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Evaluating the utility of routine urine culture and antibiotic treatment in children undergoing OnabotulinumtoxinA injection
Hannah Agard Bachtel, MD1, Hunter Flores, MS2, Bridget Park, MS2, Soo Jeong Kim, MD1, Susan L. Jarosz, DO1, Paul F. Austin, MD1, Chester J. Koh, MD1, Nicolette K. Janzen, MD1.
1Texas Children's Hospital/Baylor College of Medicine, Houston, TX, USA, 2Baylor College of Medicine, Houston, TX, USA.

BACKGROUND: OnabotulinumtoxinA (Botox) is used as treatment for refractory idiopathic and neurogenic detrusor overactivity in children. Many patients perform intermittent self-catheterization and therefore have higher rates of asymptomatic bacteriuria, which may increase their risk of symptomatic urinary tract infection (UTI) following treatment. Multiple injections are often needed due to the short-term efficacy of onabotulinumtoxinA treatment, and this may also increase the risk of UTI. The goal of this study is to evaluate whether a sterile urine is necessary to decrease the risk of symptomatic postoperative UTI in patients undergoing intradetrusor Botox injection.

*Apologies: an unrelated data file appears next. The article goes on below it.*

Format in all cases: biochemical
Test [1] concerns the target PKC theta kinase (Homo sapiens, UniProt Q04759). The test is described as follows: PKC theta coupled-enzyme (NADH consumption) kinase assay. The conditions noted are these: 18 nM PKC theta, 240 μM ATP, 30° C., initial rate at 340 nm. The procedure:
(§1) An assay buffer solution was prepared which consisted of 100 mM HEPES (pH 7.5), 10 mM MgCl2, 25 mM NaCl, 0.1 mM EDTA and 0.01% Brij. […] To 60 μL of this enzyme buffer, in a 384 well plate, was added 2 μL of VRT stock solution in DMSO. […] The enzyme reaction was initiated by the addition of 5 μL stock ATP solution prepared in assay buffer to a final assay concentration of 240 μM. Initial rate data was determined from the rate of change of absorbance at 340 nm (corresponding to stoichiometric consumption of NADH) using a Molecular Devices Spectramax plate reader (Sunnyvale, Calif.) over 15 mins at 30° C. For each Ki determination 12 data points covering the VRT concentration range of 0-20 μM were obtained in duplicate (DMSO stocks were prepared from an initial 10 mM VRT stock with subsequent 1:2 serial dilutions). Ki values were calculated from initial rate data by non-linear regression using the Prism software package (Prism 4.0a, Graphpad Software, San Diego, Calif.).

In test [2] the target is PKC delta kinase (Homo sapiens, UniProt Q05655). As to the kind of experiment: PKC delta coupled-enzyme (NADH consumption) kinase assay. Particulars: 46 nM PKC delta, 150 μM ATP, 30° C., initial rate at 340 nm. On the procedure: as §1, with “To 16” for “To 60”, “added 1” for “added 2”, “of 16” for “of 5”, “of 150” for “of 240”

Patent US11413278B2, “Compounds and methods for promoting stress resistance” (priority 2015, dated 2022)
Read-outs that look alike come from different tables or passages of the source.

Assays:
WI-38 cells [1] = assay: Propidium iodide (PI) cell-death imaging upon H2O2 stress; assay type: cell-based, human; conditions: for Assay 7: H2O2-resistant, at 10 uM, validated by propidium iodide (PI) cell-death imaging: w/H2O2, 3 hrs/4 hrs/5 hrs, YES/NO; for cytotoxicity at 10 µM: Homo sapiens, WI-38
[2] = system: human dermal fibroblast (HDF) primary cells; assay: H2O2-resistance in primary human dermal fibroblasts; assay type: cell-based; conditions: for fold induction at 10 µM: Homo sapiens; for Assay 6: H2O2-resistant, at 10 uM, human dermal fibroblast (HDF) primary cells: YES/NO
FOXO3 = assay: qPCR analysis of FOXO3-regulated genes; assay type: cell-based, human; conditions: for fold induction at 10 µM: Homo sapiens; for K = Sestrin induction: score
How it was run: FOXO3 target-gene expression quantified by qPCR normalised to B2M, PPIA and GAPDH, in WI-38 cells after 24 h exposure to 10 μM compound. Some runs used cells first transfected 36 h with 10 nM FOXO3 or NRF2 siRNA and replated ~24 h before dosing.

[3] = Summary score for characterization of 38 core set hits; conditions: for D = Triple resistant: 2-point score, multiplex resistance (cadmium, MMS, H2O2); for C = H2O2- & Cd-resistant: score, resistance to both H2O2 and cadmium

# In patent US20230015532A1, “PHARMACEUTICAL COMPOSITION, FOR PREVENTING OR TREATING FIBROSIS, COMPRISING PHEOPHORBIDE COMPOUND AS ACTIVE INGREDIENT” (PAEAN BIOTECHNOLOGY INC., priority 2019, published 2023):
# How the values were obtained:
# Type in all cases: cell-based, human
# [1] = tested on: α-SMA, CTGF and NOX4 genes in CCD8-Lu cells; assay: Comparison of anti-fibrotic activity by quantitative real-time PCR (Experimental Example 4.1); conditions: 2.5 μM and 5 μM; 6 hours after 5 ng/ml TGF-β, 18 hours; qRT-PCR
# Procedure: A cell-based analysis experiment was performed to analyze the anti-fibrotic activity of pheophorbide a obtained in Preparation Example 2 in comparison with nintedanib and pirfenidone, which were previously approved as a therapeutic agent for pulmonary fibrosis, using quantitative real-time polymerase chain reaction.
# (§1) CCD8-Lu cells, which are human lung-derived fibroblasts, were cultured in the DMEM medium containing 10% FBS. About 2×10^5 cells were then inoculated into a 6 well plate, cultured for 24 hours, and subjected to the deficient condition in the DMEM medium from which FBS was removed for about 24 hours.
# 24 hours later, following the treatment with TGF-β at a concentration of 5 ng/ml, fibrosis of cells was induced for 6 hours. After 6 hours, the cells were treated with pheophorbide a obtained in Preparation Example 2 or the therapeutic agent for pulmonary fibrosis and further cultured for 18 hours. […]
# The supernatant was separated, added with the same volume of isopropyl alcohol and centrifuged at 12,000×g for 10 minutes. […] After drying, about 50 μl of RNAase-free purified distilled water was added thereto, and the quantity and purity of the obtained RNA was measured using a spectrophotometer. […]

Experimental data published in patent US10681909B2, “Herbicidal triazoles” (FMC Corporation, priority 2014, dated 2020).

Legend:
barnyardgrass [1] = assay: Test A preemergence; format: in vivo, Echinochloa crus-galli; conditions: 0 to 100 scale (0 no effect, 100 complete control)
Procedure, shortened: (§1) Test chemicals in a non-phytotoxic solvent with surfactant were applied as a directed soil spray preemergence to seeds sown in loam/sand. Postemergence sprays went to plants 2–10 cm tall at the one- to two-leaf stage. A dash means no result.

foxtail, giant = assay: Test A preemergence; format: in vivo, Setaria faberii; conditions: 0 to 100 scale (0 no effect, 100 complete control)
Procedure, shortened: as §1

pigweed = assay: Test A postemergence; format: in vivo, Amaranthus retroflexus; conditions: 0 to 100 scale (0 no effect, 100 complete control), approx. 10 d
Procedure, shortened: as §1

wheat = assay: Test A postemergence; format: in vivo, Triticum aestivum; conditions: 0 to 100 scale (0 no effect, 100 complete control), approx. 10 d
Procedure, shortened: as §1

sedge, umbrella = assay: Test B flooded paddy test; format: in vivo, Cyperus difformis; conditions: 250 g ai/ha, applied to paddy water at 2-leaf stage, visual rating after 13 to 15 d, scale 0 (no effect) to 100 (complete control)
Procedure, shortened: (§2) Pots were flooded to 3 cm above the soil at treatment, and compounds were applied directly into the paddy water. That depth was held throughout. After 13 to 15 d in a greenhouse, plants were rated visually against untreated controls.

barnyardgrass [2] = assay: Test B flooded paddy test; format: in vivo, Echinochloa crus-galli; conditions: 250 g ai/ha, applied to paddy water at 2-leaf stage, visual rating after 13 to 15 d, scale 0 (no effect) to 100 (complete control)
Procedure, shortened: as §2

METHODS: A retrospective review of all patients undergoing intradetrusor Botox injection at our institution from January 2014 to October 2021 was performed. Demographic data, clinical characteristics, antibiotic treatment and urine culture results were collected. A positive urine culture was defined as > 103 CFU/ml in growth of any uropathogenic bacteria. Our primary outcome was the development of a symptomatic UTI within 14 days of the procedure.
RESULTS: A total of 103 patients underwent 158 treatments with onabotulinumtoxinA. The overall incidence of symptomatic postoperative UTI was 3%. Patients with asymptomatic bacteriuria had a greater incidence of symptomatic postoperative UTI compared to those with sterile urine, but the difference was not significant (3.8% vs 0%, p=0.57). Obtaining a urinalysis or urine culture prior to surgery did not affect the incidence of symptomatic postoperative UTI (p=0.54). The number needed to treat with antibiotics to prevent one symptomatic postoperative UTI was 27. Prior history of a multi-drug resistant UTI was a significant risk factor in the development of symptomatic postoperative UTI (p=0.048).
CONCLUSIONS: The risk of symptomatic UTI following OnabotulinumtoxinA injection in children is low. The presence of sterile urine at the time of surgery does not significantly decrease the risk of symptomatic postoperative UTI. Routine treatment of asymptomatic bacteriuria results in a large number of patients receiving unnecessary antibiotics. Patients with a prior history of multi-drug resistant UTI are at increased risk of symptomatic postoperative UTI and may benefit from pre-operative urine testing and treatment.


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